Experts warn of sudden canine deaths linked to toxic blue-green algae

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An epidemic of canine death and disease in one state and toxic epidemics in many others have prompted health officials to issue a warning to people about the potentially fatal consequences of polluted water.

(Photo: Unsplash)

According to Oregon Public Broadcasting last week, at least six dogs in the Tri-Cities area in southeastern Washington were sick or died after coming into contact with the waters of the Columbia River. Cyanobacteria, often called blue-green algae, is blamed by health experts. As a result, a section of the river’s shoreline near Richland was blocked off.

Algae outbreak

Outbreaks of blue-green algae in late summer and early fall are widespread and have recently been documented from Nevada to North Carolina.

According to the United States Centers for Disease Control and Prevention, cyanobacteria are found in water year-round, but warmer temperatures and higher nutrient levels at this time of year promote blooms that can be dangerous. In addition, in stagnant water, epidemics are more frequent.

Low water levels caused by the prolonged drought are also causing blooms in parts of the western United States, officials say. Shallow waters move more slowly and are more sensitive to high temperatures.

A message of the Lake Mead National Recreation Area on Thursday warned of an outbreak there.

Climate change and harmful flowering

Green algae

(Photo: Joe Raedle / Staff)

NASA and the Carnegie Institute for Science published research in 2018 that linked climate change to an increase in the frequency of algal blooms over the past 30 years.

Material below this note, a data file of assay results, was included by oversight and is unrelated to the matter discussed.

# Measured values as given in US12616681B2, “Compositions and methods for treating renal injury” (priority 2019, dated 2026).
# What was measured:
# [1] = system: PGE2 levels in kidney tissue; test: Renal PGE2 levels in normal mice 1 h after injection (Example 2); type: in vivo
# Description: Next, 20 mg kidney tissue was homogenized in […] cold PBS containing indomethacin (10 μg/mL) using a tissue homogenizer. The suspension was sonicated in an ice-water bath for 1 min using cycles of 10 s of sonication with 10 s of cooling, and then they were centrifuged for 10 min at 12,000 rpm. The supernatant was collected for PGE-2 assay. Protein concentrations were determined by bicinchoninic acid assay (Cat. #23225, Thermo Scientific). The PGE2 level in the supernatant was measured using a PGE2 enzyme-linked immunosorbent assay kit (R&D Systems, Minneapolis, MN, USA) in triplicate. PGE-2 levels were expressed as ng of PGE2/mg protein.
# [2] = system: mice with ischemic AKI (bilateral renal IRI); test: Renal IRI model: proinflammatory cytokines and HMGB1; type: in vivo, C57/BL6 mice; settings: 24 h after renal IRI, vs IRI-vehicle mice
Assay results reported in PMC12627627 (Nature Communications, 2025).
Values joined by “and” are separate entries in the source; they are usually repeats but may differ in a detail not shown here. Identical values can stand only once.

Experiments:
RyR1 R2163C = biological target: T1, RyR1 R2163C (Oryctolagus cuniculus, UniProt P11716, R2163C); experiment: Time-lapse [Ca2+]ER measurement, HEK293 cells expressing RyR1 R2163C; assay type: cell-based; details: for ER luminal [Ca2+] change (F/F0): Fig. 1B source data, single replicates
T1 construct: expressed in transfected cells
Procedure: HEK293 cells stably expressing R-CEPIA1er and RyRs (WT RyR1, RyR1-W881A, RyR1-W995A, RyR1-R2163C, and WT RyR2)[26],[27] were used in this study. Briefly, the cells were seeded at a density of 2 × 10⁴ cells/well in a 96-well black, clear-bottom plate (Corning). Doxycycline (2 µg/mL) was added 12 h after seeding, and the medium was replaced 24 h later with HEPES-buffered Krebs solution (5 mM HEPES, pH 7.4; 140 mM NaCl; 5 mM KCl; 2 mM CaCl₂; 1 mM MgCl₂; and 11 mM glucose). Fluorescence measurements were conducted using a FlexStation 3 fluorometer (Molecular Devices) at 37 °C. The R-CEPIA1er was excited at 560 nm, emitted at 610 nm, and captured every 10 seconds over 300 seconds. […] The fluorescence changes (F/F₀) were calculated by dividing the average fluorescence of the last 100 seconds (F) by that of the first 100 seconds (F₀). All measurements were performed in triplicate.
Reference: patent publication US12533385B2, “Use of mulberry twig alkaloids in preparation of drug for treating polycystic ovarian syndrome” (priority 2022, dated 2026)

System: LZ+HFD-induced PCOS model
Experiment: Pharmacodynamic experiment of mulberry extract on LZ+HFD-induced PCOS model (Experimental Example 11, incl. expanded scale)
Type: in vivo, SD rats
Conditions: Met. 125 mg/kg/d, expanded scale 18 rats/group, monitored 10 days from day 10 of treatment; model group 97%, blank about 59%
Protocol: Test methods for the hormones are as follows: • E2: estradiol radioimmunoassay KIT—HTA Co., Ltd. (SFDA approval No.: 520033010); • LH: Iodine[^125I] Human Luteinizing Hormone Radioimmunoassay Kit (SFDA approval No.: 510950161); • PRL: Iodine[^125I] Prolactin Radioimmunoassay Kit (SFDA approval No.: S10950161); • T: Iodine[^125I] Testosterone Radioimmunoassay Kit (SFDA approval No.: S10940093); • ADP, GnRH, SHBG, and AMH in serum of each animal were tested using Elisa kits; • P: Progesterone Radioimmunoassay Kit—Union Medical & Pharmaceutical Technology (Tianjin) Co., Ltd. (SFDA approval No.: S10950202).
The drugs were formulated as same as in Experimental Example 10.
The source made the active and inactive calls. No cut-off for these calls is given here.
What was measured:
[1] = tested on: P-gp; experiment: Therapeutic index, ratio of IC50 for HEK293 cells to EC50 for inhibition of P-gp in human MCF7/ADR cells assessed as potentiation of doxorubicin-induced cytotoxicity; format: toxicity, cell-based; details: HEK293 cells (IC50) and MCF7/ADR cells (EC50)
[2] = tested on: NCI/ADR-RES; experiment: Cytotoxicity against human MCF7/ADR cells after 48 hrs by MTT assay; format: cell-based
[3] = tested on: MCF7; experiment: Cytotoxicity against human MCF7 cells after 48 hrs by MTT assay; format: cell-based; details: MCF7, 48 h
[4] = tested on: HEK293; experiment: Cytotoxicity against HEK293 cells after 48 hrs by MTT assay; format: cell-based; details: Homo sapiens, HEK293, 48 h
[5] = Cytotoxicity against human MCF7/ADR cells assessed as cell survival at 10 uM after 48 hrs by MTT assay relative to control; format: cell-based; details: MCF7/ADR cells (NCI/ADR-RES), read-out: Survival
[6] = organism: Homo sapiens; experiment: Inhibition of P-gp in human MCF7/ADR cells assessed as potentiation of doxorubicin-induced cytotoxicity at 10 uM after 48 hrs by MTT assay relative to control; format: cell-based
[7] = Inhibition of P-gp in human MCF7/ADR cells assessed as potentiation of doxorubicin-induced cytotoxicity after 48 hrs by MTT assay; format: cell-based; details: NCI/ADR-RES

Toxins produced by cyanobacteria can make humans sick and kill animals in large quantities, such as those found during an overgrowth.

Related article: Hundreds of Americans Hospitalized in Recent Years Due to Toxic Algae Blooms, CDC Says

Endangered animals

Dogs

(Photo: Lucas Pezeta)

Dogs are more likely to get sick from their increased exposure, but cattle and other animals are also at risk.

Raelynn Farnsworth, acting director of the Veterinary Teaching Hospital at Washington State University, told Oregon Public Broadcasting that an animal is more likely than a person to drink from a green mud puddle, pond, or a polluted source.

Because illness and death can strike quickly, experts advise getting immediate veterinary treatment if a pet has been exposed to cyanobacteria.

Some of the symptoms in dogs are excessive salivation, vomiting, fatigue, unsteady walking, difficulty breathing, seizures, liver failure, and death, often within hours.
Human interaction

Humans can experience irritation to the skin, eyes, nose, throat, and lungs if they come in direct contact with cyanobacteria or inhale droplets. Additionally, if you drink polluted water you may have stomach pain, headache, neurological symptoms including muscle weakness or dizziness, vomiting, diarrhea, or liver damage. .

What to do?

If you suspect that your pet or other animal has been exposed to toxic algae, cyanobacteria, or their toxins, the EPA recommends the following actions:

-Rinse the animal immediately with tap water to prevent it from licking algae or cyanobacteria from its coat.

– Contact a veterinarian immediately.

-Call an animal poison control center.

-Contact your local or national health agency if you suspect an illness is caused by algae, cyanobacteria or their toxins.

Also read: Toxic Algae Blamed for Closed Access in Parts of California River

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